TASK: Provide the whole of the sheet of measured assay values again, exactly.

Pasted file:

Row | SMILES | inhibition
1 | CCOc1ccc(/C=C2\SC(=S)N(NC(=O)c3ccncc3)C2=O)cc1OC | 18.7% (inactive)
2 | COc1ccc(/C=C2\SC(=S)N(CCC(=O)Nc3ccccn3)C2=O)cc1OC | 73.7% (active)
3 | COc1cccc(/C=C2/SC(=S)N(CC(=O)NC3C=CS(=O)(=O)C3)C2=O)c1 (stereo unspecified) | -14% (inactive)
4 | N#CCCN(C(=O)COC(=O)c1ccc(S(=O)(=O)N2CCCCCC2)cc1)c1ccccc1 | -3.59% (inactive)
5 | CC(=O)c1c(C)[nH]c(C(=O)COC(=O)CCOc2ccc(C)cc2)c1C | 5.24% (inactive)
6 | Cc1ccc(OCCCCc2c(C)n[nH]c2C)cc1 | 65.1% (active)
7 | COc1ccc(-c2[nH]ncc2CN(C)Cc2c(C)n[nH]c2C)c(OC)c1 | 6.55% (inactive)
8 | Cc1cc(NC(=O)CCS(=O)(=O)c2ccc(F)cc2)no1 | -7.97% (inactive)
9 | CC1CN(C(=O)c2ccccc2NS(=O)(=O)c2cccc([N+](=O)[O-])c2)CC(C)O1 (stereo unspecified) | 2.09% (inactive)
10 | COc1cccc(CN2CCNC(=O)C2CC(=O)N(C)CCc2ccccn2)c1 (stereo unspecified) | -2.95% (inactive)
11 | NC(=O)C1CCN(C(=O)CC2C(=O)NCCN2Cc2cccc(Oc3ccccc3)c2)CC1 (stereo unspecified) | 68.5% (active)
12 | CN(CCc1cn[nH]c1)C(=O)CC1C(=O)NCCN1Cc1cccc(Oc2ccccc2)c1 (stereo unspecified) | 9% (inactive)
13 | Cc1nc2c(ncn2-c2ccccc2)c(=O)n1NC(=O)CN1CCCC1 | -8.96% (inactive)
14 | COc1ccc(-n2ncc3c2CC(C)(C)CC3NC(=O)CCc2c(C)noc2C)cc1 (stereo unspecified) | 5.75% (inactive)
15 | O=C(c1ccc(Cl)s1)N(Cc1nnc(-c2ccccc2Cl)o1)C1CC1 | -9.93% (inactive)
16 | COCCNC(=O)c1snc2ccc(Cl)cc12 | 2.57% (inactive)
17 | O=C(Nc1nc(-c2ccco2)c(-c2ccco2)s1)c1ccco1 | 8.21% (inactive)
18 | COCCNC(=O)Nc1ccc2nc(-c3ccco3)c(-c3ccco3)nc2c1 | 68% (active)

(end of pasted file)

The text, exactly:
Row | SMILES | inhibition
1 | CCOc1ccc(/C=C2\SC(=S)N(NC(=O)c3ccncc3)C2=O)cc1OC | 18.7% (inactive)
2 | COc1ccc(/C=C2\SC(=S)N(CCC(=O)Nc3ccccn3)C2=O)cc1OC | 73.7% (active)
3 | COc1cccc(/C=C2/SC(=S)N(CC(=O)NC3C=CS(=O)(=O)C3)C2=O)c1 (stereo unspecified) | -14% (inactive)
4 | N#CCCN(C(=O)COC(=O)c1ccc(S(=O)(=O)N2CCCCCC2)cc1)c1ccccc1 | -3.59% (inactive)
5 | CC(=O)c1c(C)[nH]c(C(=O)COC(=O)CCOc2ccc(C)cc2)c1C | 5.24% (inactive)
6 | Cc1ccc(OCCCCc2c(C)n[nH]c2C)cc1 | 65.1% (active)
7 | COc1ccc(-c2[nH]ncc2CN(C)Cc2c(C)n[nH]c2C)c(OC)c1 | 6.55% (inactive)
8 | Cc1cc(NC(=O)CCS(=O)(=O)c2ccc(F)cc2)no1 | -7.97% (inactive)
9 | CC1CN(C(=O)c2ccccc2NS(=O)(=O)c2cccc([N+](=O)[O-])c2)CC(C)O1 (stereo unspecified) | 2.09% (inactive)
10 | COc1cccc(CN2CCNC(=O)C2CC(=O)N(C)CCc2ccccn2)c1 (stereo unspecified) | -2.95% (inactive)
11 | NC(=O)C1CCN(C(=O)CC2C(=O)NCCN2Cc2cccc(Oc3ccccc3)c2)CC1 (stereo unspecified) | 68.5% (active)
12 | CN(CCc1cn[nH]c1)C(=O)CC1C(=O)NCCN1Cc1cccc(Oc2ccccc2)c1 (stereo unspecified) | 9% (inactive)
13 | Cc1nc2c(ncn2-c2ccccc2)c(=O)n1NC(=O)CN1CCCC1 | -8.96% (inactive)
14 | COc1ccc(-n2ncc3c2CC(C)(C)CC3NC(=O)CCc2c(C)noc2C)cc1 (stereo unspecified) | 5.75% (inactive)
15 | O=C(c1ccc(Cl)s1)N(Cc1nnc(-c2ccccc2Cl)o1)C1CC1 | -9.93% (inactive)
16 | COCCNC(=O)c1snc2ccc(Cl)cc12 | 2.57% (inactive)
17 | O=C(Nc1nc(-c2ccco2)c(-c2ccco2)s1)c1ccco1 | 8.21% (inactive)
18 | COCCNC(=O)Nc1ccc2nc(-c3ccco3)c(-c3ccco3)nc2c1 | 68% (active)